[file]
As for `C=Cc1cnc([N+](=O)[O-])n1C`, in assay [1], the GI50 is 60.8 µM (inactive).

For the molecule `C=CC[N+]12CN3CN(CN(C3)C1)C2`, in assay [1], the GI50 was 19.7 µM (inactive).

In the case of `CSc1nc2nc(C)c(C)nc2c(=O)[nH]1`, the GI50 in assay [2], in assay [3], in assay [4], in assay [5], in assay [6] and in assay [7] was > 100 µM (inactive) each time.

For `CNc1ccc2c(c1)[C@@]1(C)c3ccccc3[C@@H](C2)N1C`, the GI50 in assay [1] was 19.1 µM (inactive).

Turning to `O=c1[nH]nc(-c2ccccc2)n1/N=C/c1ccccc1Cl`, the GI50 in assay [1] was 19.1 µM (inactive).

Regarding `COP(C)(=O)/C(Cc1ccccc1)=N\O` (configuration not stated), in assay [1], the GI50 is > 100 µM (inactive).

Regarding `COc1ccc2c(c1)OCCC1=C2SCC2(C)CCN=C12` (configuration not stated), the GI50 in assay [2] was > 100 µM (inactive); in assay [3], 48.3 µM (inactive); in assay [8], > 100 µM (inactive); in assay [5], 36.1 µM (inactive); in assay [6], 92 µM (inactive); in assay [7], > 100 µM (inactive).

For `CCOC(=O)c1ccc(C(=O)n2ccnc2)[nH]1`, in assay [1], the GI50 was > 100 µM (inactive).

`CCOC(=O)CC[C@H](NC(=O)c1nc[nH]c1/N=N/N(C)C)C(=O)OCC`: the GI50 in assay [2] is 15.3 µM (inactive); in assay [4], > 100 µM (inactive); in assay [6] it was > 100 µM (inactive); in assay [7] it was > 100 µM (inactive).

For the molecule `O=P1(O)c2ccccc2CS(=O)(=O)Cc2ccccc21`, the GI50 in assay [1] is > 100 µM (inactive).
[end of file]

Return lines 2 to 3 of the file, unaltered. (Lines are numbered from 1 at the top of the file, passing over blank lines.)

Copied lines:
For the molecule `C=CC[N+]12CN3CN(CN(C3)C1)C2`, in assay [1], the GI50 was 19.7 µM (inactive).

In the case of `CSc1nc2nc(C)c(C)nc2c(=O)[nH]1`, the GI50 in assay [2], in assay [3], in assay [4], in assay [5], in assay [6] and in assay [7] was > 100 µM (inactive) each time.